(a) Produce a simple graph of the series with time average removed.
FOR PARTS (b) and (c) plot your graphs over a limited range of time chosen to bring out the meaningful results and comparison. Error bars not required.
(b) Compute and compare graphically the autocovariance obtained by: (i) directly imposing periodic conditions on the time dependence; (ii) padding the data with zeros first; (iii) as (ii) but dividing by the autocorrelation of the window; (iv) [not for credit] as (iii) but using a smoother window function of your choice.
(c) For ONE of the above choices, compare graphically the autocovariance functions of different subintervals of the data (for example in percent, 0-50, 10-60, 20-70 .....50-100).
(d) Based on the above, discuss briefly how much you are confident of about the true autocovaiance of the source. Alternatively, produce a graph of the autocovariance with error bars.
4. The following link will give you access to the time series of X-ray emission by a particular source in the sky. Your task is to denoise this time series by wavelet methods. [Note: in contrast to the example discussed by Dubok de Wit, the noise here is at shorter scales (higher frequncies) and the useful signal at longer scales (lower frequencies).]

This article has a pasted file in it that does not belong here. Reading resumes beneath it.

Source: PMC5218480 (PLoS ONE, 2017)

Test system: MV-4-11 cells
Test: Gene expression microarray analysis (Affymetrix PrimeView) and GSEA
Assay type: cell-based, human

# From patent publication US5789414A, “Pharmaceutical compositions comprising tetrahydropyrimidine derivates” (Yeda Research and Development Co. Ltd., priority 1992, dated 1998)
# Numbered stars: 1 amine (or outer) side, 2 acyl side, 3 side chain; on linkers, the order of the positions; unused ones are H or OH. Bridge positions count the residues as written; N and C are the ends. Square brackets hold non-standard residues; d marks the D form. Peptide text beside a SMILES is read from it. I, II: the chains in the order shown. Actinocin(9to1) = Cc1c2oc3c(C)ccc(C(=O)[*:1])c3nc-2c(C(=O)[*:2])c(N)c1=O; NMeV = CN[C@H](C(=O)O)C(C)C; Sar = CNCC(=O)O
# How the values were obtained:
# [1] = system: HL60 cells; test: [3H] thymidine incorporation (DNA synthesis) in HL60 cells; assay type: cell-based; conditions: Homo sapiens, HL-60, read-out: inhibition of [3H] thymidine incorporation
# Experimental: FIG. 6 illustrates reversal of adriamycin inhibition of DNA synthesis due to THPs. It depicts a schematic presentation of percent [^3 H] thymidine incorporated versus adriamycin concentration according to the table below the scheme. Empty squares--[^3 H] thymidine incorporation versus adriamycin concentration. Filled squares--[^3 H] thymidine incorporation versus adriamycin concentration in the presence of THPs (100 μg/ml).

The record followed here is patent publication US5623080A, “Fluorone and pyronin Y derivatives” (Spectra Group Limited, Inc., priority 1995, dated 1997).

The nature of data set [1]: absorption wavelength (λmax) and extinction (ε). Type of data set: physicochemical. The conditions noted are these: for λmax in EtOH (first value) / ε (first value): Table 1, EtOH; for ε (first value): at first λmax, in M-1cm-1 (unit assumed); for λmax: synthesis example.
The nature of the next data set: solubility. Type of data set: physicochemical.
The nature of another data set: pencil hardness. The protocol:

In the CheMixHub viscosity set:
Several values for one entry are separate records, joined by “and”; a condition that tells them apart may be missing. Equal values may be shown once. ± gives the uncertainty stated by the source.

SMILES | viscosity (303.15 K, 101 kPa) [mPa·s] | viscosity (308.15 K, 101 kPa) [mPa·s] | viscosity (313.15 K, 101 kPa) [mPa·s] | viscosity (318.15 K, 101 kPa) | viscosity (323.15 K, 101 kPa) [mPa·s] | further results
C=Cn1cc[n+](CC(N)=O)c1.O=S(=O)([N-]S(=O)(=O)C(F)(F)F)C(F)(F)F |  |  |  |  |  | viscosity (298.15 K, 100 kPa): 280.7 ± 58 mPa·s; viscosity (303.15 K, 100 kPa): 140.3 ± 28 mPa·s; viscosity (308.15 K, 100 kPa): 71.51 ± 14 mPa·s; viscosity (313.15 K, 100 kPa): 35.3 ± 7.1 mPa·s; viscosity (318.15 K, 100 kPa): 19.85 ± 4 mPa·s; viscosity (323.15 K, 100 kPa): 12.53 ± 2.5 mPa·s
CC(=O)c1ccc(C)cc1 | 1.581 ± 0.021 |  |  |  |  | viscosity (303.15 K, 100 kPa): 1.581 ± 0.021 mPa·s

Link: http://xte.mit.edu/asmlc/srcs/x0512-401.html In its Data window please leave the days blank and select: "One-day Average Light Curve" and for data columns "Sum Band Intensity" and "Sum Band Uncertainties" then click "Retrieve...". You should end up with a text file in which the SECOND number on each line is the X-ray intensity for each successive day (averaged over that day), for each of 4717 successive days, and the THIRD number is an uncertainty in that measurement.
(a) Produce a simple graph of the "Sum Band Intensity" series with its time average removed.
(b) Satisfy yourself that the rms (Root Mean Square) value of the uncertainty is quite close to 0.5. Generate a model error series comprising independent gaussian dsitributed random numbers with mean zero and standard deviation 0.5, and graph this for comparison with (a).
(c) Compare scalograms [intensity maps of the power of the wavelet transform of] your series from (a) and (b) and comment as to which parts of the scalogram of (a) appear significant on this basis. Please show results for the Haar wavelet. Open-endedly: do you find any other wavelet more informative?
(d) Produce a graph of the significant denoised time dependence. Please show result for the Haar wavelet, plus any you find does better.
[Note: I have deliberately made the question answerable using the Haar wavelet alone: it is so simple you could programme its calculation directly (I just did so). However it would be much more productive to master the Wavelet Toolkit in MATLAB and thereby access other wavelet choices.]